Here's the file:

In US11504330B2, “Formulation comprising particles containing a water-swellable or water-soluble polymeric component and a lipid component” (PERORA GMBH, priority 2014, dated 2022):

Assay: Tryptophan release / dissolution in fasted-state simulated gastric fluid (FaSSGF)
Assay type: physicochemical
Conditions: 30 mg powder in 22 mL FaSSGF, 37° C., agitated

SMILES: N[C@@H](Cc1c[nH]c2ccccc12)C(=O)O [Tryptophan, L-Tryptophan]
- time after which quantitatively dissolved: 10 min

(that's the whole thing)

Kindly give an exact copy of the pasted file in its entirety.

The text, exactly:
In US11504330B2, “Formulation comprising particles containing a water-swellable or water-soluble polymeric component and a lipid component” (PERORA GMBH, priority 2014, dated 2022):

Assay: Tryptophan release / dissolution in fasted-state simulated gastric fluid (FaSSGF)
Assay type: physicochemical
Conditions: 30 mg powder in 22 mL FaSSGF, 37° C., agitated

SMILES: N[C@@H](Cc1c[nH]c2ccccc12)C(=O)O [Tryptophan, L-Tryptophan]
- time after which quantitatively dissolved: 10 min